Tag Archives: jax psycho geo

The Story of Storyland U.S.A.

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More than a decade before Disney came to Florida, Storyland U.S.A. occupied 10 acres along the Arlington Expressway, featuring static exhibits of nursery rhymes along dirt trails. Storyland didn’t last long, but it influenced Marc Suttle’s earliest remembered dreams and Cheryl Joseph can still see the witch from Hansel and Gretel. 

The Graveyard by the Front Porch on West 17th Street

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The cemetery lies in the front yard. The side of the house faces the street. The earliest grave is from 1879. The farmland that Elder Eugene Lindsley once fertilized with ash from the city crematorium is gone. So is the Adventist church. Who lies in three of the 10 graves beneath the ancient oak, no one knows.

The Hidden House, by Ted Pappas, a Mediterranean Revival Revival

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This house hidden behind a house on the river, is both classical and contemporary. Ted Pappas designed it when he was restoring the Mediterranean Revival mansion called Epping Forest. Indeed, you could call this house Mediterranean Revival Revival. Its current occupant must go unnamed. He does not speak into his shoe, though he did once have a STU-III.

When the City Dumped Sewage Sludge on the Regency Dunes

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National headlines announced fecal matter raining across the city. Sewage lines collapsed without being replaced. Treatment facilities were overwhelmed. Tankers dumped sewage sludge on the sand dunes behind Regency Square Mall where kids had jumped their dune buggies and dads shot World War II rifles. The mayor jumped into the sludge wars.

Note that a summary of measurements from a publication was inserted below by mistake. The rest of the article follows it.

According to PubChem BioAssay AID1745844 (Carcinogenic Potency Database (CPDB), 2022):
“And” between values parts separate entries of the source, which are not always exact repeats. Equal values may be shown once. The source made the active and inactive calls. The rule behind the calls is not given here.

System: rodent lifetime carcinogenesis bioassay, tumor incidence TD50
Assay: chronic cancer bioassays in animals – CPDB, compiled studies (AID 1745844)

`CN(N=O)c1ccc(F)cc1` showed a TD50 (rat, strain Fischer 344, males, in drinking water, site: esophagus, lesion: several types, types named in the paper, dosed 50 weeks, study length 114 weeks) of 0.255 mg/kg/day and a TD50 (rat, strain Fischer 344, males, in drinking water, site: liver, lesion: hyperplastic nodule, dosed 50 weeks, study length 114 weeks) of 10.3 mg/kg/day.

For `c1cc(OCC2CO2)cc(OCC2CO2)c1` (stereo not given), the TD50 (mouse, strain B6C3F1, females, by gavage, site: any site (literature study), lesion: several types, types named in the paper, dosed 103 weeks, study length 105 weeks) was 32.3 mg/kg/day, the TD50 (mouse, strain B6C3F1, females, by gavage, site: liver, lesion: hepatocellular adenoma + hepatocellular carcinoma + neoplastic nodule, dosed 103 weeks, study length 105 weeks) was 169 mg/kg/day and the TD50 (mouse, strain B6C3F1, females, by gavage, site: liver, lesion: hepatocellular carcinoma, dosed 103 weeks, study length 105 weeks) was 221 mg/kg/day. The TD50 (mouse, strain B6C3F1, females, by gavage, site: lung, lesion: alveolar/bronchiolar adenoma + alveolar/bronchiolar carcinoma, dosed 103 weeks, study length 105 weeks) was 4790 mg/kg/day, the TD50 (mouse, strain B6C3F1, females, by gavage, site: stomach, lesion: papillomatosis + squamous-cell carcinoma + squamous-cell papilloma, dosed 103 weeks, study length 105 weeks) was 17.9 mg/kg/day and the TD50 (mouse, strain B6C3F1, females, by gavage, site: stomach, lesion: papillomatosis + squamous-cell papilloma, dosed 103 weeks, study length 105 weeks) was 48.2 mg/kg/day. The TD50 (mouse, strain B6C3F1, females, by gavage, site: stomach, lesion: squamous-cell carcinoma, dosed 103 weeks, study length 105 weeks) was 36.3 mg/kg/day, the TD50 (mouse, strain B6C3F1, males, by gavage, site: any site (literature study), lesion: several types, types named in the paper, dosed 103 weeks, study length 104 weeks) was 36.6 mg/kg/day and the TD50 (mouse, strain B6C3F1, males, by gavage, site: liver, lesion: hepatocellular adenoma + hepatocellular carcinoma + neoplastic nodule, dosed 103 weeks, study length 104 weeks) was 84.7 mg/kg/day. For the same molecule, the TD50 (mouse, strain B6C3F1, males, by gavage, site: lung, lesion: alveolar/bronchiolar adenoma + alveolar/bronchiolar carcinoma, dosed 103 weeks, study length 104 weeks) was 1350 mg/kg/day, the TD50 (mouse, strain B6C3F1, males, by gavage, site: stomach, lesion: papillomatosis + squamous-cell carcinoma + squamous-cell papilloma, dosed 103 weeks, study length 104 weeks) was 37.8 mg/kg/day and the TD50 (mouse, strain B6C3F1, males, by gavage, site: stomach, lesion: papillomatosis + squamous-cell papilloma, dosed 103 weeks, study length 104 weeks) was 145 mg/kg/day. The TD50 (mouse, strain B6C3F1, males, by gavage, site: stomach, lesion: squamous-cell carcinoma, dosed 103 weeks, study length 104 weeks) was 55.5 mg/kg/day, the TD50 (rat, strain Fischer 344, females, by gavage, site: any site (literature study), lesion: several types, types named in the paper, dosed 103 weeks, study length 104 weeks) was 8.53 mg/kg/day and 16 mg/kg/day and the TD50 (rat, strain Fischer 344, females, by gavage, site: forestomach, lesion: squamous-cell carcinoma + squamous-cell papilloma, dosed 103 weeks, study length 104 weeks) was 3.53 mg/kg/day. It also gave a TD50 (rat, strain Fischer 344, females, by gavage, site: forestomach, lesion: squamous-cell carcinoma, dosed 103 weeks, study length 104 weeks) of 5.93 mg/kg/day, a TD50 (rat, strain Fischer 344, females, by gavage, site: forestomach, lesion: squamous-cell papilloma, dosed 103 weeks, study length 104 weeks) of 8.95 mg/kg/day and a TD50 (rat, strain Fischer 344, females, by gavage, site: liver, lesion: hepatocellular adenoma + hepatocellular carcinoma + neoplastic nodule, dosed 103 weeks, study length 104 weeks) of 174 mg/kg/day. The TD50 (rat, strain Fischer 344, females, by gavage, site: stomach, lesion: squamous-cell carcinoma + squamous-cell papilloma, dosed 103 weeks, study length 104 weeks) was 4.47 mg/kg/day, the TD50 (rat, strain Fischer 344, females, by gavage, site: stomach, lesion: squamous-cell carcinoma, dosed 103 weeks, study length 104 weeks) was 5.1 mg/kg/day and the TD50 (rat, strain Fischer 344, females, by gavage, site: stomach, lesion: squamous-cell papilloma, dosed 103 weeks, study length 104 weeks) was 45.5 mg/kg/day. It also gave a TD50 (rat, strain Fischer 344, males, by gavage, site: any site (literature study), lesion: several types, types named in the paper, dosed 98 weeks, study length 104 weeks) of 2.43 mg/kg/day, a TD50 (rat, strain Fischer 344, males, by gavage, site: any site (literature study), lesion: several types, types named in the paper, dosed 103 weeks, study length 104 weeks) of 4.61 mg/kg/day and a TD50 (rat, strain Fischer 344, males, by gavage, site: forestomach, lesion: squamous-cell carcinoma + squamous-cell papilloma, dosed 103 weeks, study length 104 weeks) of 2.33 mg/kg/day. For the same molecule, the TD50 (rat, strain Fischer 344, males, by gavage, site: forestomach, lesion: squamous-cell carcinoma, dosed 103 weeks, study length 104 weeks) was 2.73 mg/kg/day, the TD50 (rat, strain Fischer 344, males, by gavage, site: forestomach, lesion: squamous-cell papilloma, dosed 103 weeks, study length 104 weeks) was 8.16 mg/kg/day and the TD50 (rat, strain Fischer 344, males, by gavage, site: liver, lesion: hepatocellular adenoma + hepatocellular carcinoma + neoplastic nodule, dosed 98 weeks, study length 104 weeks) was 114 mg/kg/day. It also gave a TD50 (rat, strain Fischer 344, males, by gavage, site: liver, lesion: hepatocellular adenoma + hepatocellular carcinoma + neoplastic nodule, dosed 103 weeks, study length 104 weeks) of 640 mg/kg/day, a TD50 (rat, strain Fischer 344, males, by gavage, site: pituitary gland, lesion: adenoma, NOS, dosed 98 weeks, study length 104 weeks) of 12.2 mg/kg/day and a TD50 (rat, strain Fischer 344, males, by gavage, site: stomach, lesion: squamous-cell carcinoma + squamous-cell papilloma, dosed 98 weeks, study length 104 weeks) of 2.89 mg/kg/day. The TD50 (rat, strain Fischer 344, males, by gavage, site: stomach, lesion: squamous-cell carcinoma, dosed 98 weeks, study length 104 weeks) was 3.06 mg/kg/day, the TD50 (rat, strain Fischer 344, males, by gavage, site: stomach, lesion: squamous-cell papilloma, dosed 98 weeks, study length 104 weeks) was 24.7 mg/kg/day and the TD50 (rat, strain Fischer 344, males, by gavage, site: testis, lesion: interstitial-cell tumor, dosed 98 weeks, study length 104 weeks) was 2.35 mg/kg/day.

The Fisherwoman, Poet and Preacher in the Lost Black Community Called Hogan

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The 92 year old black preacher woman recalls Bishop Noah Nothing and on back to Sister Savannah, who ate nothing but the fish she caught, recited poetry, preached and carried her shotgun everywhere. She lived in the lost settlement called Hogan. Here’s what story still echoes in the landscape.

Updating the Mysteries of the Burdette / Clarke House

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A significant part of the story is chasing dead ends and phantom leads, balancing contradictory evidence, demanding ghosts stand still and be more present. So here’s the story of the Burdette / Clarke House updated, with its frustrated artist, abandoned sanitarium and moonlight shrimping.

How the Applegate House Became Kiley Secrest’s

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When architectural portraitist Kiley Secrest first moved to Springfield a decade ago, he set about drawing it, one house at a time. He illustrated The Mad Atlas of Virginia King, about that strange woman who wrote an 8,448 page book about Jax. He’s fascinated with Fillmore Applegate who built for his wife Stella the cottage Kiley just bought, where he hopes to spend the rest of his life.

The “Dream Hunch” that Spawned a Killing Spree

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In his infamous nonfiction novel In Cold Blood, Truman Capote briefly mentions the colder and bloodier story of George “Ronnie” York and James Latham, whose cross-country murder spree began in York’s hometown of Jacksonville, Florida. National newspapers published the “murder map,” which stretched from Jax to Utah, while Jax papers published the “Route of Death” across the Westside for Patricia Anne Hewett and Althea Ottavio, two Valdosta women who’d decided to play a “dream hunch” at the dog tracks.

The Many Ways of Knowing Beach and Peach Park

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Once, neighborhood kids rode horses here. Then motorcycles. Now they call it the best place in the city to ride mountain bikes. Each story of the woods once called “Mud Hills,” and now Beach and Peach Park, tells a different facet of human experience. The homeless man in the “hut” of stone slabs knows it differently than the neighbor with his scotch who relitigates fourth-down plays from his days as high school quarterback hero. Beach and Peach is Jax in microcosm.

The Ernest & Catherine Ricker House & All Its Many Lives

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The Queen Anne-style Ricker House, with its third-story tower and draped gingerbread, looks like something from a fairy tale. After the Rickers raised their eight children, the house moved from Oak Street to Post Street and back again. Having housed deaths and births, fire and termites, restaurants and school principals, the Ricker House has collected at least 1,001 stories.